How to start creating healthy boundaries that lead your loved one to choosing recovery:
- No one should be making excuses for them not getting help (if they are, you must ask yourself why they want them to stay sick)
- No one should be giving them money- (this money will be used to buy drugs or alcohol which in turn keeps the cycle going or could be their last blast and cause death or injury)
- No one should be lying on their behalf (lying doesn’t protect them, help the addicted person to deal with reality)
- No one should allow them access to children while in active addiction
- No one should keep a secret for them
- No one should assume that they can do it on their own.
- No one should allow them to operate a motor vehicle or equipment while in active addiction. (this puts themselves and others at risk of injury or death)
- No one should be afraid to call the local authorities to report your loved one if they are putting themselves or someone else at risk. (this is a responsible and loving action, and could save a life)
- No one should be drinking or using drugs with your loved one (your loved one won’t respect or listen to a hypocrite)
- No one should lose control in the presence of your loved one (yelling, screaming, name calling is just loud noise, it may even delay them accepting help)
- Everyone should be willing to attend classes or sessions to help them understand addiction and what is important to know about recovery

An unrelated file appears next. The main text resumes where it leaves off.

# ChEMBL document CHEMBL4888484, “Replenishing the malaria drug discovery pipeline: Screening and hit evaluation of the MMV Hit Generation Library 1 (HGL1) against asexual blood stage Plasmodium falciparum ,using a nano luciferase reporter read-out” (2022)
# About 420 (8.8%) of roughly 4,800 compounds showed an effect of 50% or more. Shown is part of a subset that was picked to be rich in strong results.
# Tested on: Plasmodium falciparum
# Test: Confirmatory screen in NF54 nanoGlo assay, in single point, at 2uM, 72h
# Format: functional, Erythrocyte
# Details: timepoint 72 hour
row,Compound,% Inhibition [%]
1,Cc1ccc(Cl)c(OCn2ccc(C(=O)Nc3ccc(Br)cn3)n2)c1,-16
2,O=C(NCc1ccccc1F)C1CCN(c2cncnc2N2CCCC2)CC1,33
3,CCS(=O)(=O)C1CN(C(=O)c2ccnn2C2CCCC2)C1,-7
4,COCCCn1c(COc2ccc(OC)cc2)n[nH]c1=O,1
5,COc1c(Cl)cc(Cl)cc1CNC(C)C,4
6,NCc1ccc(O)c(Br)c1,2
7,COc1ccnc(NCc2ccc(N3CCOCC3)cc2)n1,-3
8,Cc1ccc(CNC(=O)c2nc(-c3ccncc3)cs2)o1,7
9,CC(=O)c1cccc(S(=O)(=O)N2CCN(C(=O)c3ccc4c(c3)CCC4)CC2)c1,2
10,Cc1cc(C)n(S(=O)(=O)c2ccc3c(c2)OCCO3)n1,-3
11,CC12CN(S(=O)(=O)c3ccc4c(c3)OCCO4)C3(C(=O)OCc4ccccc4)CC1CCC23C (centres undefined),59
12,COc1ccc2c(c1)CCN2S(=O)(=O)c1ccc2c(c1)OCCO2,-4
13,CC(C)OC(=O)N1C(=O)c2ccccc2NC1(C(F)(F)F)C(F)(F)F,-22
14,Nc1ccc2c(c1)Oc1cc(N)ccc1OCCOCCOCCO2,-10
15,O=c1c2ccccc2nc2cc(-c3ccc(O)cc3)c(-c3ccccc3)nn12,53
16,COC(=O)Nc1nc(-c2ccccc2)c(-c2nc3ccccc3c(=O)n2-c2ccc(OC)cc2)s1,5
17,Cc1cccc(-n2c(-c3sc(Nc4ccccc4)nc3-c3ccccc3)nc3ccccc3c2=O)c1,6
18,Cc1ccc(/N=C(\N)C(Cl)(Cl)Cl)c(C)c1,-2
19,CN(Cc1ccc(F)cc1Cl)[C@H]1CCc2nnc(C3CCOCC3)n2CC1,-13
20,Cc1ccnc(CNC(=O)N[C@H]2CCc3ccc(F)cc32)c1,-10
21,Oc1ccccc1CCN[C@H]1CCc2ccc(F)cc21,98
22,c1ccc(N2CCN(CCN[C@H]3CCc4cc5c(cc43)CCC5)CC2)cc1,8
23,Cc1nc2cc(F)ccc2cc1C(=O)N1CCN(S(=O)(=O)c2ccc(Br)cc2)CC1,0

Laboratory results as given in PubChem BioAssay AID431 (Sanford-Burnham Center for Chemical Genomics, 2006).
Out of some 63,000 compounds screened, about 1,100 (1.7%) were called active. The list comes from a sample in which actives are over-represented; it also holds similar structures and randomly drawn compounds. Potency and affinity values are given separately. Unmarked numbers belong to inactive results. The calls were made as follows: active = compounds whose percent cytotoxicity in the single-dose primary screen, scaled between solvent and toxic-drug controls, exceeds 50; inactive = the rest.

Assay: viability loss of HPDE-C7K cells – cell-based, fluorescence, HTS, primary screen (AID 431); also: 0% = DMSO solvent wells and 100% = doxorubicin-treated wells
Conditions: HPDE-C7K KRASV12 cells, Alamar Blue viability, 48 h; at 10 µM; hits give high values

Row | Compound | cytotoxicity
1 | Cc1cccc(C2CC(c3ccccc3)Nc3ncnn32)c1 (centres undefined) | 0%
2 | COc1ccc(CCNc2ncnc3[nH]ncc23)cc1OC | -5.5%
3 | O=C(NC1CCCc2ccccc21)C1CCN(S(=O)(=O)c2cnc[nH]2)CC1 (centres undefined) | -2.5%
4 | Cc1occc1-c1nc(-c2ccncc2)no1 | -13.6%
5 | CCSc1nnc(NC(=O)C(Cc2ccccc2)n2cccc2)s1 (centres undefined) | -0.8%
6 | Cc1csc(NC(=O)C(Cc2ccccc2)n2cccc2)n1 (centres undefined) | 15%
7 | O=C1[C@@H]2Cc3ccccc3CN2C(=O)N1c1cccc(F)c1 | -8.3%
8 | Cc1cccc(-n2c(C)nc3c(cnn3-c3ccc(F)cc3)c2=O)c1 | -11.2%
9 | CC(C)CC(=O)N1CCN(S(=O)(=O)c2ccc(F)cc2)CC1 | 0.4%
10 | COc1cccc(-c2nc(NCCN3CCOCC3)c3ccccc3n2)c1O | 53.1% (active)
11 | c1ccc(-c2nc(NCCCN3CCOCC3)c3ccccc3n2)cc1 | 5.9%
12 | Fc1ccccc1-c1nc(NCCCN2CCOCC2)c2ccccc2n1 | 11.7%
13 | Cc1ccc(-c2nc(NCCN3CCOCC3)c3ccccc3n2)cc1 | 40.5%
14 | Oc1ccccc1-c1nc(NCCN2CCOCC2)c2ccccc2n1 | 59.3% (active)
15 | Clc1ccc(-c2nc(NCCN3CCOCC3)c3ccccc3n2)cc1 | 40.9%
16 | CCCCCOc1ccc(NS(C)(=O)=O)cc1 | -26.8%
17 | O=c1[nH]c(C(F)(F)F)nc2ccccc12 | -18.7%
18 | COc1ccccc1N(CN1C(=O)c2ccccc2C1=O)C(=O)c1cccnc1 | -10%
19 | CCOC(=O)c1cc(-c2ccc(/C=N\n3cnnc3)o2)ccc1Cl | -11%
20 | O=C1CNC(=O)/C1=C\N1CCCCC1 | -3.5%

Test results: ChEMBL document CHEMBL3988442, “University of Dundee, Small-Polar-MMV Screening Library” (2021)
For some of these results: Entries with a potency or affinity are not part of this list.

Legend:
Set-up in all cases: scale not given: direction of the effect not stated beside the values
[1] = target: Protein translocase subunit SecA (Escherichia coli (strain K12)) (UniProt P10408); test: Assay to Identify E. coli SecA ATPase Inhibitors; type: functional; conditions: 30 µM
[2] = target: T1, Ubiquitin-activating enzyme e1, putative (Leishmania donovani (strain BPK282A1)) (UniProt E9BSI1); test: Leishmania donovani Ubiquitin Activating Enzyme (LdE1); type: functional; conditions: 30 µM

It is very likely that a bad situation will arise and allow you an opportunity to talk to your loved one about accepting help. Be prepared for those opportunities.
Here is a list of things you should be ready for:
- Expect them to be sorry for what they have done and show some type of remorse.
- Expect them to be angry that they are in this situation
- Expect them to point fingers at everyone but themselves
- Expect them to want you to forgive them quickly and move on.
- Expect them to have a plan that will solve everything- and yet resolve nothing
- Expect them to expect you to support them regardless of what they have done.
- Expect them to beg for money, a place to stay, money for a lawyer, or for you to lie for them or keep it a secret
- Expect for them to be resistant to accepting help
- Expect them to give you stipulations on how, where or how they will go to treatment
Stay calm. Don’t engage. Be prepared to say no. Be prepared to offer them what you are comfortable offering. Don’t own their pain. Don’t own their fears. You can love them but not give them what they want. Your job is to help support them find what they need to do to get healthy again.
Remember to stay calm and discuss what you are prepared to do to help them overcome their addiction and how you are open to being part of their recovery .
Be clear on what your expectations are and what the consequences would be if they refuse to accept help or complete their recovery program.
Be loving, but firm
Remember that people who recover are always thankful for their family’s tough love. You will have the best chance to save their life if you are willing to make some changes too.